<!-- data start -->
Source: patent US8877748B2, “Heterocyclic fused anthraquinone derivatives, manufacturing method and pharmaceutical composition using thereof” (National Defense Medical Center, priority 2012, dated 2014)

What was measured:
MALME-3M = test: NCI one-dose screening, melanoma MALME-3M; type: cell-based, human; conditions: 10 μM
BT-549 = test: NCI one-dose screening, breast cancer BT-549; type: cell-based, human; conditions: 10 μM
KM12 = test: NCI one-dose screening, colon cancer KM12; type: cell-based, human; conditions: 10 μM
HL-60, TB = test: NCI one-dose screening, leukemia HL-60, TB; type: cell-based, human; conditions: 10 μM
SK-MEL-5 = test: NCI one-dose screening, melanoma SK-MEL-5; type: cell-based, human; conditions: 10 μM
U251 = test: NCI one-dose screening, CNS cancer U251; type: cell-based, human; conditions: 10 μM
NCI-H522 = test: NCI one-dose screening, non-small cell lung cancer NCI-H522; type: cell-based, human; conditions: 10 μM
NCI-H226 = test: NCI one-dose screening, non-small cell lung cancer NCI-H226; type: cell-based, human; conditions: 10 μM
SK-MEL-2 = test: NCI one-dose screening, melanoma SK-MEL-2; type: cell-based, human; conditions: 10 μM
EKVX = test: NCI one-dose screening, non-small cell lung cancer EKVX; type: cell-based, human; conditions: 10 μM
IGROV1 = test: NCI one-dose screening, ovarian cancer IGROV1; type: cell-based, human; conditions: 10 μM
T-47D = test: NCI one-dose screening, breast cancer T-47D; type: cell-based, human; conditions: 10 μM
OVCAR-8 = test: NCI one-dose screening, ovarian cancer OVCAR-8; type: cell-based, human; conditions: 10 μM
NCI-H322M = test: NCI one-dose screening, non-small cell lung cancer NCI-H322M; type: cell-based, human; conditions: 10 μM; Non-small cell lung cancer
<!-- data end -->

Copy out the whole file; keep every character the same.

Source: patent US8877748B2, “Heterocyclic fused anthraquinone derivatives, manufacturing method and pharmaceutical composition using thereof” (National Defense Medical Center, priority 2012, dated 2014)

What was measured:
MALME-3M = test: NCI one-dose screening, melanoma MALME-3M; type: cell-based, human; conditions: 10 μM
BT-549 = test: NCI one-dose screening, breast cancer BT-549; type: cell-based, human; conditions: 10 μM
KM12 = test: NCI one-dose screening, colon cancer KM12; type: cell-based, human; conditions: 10 μM
HL-60, TB = test: NCI one-dose screening, leukemia HL-60, TB; type: cell-based, human; conditions: 10 μM
SK-MEL-5 = test: NCI one-dose screening, melanoma SK-MEL-5; type: cell-based, human; conditions: 10 μM
U251 = test: NCI one-dose screening, CNS cancer U251; type: cell-based, human; conditions: 10 μM
NCI-H522 = test: NCI one-dose screening, non-small cell lung cancer NCI-H522; type: cell-based, human; conditions: 10 μM
NCI-H226 = test: NCI one-dose screening, non-small cell lung cancer NCI-H226; type: cell-based, human; conditions: 10 μM
SK-MEL-2 = test: NCI one-dose screening, melanoma SK-MEL-2; type: cell-based, human; conditions: 10 μM
EKVX = test: NCI one-dose screening, non-small cell lung cancer EKVX; type: cell-based, human; conditions: 10 μM
IGROV1 = test: NCI one-dose screening, ovarian cancer IGROV1; type: cell-based, human; conditions: 10 μM
T-47D = test: NCI one-dose screening, breast cancer T-47D; type: cell-based, human; conditions: 10 μM
OVCAR-8 = test: NCI one-dose screening, ovarian cancer OVCAR-8; type: cell-based, human; conditions: 10 μM
NCI-H322M = test: NCI one-dose screening, non-small cell lung cancer NCI-H322M; type: cell-based, human; conditions: 10 μM; Non-small cell lung cancer